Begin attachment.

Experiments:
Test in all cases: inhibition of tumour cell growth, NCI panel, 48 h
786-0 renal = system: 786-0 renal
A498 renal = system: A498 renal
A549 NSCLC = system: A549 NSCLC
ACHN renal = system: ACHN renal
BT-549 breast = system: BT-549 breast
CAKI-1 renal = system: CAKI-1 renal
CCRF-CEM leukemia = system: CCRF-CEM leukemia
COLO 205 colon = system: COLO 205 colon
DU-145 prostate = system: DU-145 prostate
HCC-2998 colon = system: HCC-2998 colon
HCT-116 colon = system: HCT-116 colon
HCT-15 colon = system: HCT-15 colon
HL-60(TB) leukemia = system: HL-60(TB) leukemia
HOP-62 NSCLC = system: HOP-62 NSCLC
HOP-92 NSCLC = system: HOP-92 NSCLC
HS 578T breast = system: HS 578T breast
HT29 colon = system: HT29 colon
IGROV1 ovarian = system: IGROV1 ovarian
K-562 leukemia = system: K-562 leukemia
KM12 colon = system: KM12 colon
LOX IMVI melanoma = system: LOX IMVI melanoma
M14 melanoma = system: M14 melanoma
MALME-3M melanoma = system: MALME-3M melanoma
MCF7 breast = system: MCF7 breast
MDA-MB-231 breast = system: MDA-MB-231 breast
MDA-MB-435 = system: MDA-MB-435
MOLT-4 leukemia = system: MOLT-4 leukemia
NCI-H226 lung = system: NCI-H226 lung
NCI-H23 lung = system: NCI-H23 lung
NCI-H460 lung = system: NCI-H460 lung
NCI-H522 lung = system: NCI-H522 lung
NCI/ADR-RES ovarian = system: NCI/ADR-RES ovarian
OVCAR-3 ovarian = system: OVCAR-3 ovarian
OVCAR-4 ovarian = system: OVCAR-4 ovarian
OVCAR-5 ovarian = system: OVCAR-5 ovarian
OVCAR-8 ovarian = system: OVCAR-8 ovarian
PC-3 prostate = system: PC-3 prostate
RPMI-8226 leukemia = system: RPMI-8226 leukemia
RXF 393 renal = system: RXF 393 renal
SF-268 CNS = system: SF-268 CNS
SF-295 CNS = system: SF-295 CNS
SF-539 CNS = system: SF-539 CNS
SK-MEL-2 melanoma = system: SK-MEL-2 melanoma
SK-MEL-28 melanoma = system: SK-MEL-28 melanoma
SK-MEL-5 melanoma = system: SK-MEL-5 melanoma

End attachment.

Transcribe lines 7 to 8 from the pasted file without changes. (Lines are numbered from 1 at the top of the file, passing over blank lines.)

BT-549 breast = system: BT-549 breast
CAKI-1 renal = system: CAKI-1 renal